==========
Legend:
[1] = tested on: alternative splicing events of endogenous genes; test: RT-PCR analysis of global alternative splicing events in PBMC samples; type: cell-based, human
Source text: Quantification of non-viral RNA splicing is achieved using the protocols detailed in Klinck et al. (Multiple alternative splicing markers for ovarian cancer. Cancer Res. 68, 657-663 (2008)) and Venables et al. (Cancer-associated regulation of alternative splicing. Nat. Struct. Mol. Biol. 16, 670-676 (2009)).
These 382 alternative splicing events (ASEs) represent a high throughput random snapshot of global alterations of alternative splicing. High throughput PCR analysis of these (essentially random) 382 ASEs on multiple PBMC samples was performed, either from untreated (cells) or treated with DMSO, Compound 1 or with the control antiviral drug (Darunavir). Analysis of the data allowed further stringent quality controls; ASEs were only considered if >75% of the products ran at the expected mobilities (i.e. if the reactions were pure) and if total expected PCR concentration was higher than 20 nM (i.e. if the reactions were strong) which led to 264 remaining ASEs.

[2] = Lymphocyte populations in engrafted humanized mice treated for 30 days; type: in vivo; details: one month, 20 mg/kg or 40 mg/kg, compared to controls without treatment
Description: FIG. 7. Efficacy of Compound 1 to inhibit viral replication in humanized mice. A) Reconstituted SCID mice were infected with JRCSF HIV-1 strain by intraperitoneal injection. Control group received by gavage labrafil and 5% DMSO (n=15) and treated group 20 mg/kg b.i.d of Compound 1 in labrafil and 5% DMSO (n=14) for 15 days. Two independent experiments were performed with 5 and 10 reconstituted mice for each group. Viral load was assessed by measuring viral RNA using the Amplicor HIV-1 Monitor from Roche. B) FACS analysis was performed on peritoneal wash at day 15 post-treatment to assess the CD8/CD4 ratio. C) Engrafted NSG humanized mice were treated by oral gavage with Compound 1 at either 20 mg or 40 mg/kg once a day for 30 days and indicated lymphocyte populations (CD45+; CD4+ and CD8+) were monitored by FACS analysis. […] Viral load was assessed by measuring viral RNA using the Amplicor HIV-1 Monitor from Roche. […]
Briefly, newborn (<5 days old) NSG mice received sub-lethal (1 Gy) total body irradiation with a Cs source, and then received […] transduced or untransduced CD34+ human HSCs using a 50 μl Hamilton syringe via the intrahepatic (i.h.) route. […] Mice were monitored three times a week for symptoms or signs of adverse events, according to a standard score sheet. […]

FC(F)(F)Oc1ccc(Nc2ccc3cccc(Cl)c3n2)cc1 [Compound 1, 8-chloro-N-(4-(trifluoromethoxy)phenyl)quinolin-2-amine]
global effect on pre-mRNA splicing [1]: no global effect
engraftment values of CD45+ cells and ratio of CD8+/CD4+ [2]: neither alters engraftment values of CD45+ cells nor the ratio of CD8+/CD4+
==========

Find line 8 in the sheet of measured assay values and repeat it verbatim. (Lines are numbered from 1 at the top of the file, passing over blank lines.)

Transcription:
FC(F)(F)Oc1ccc(Nc2ccc3cccc(Cl)c3n2)cc1 [Compound 1, 8-chloro-N-(4-(trifluoromethoxy)phenyl)quinolin-2-amine]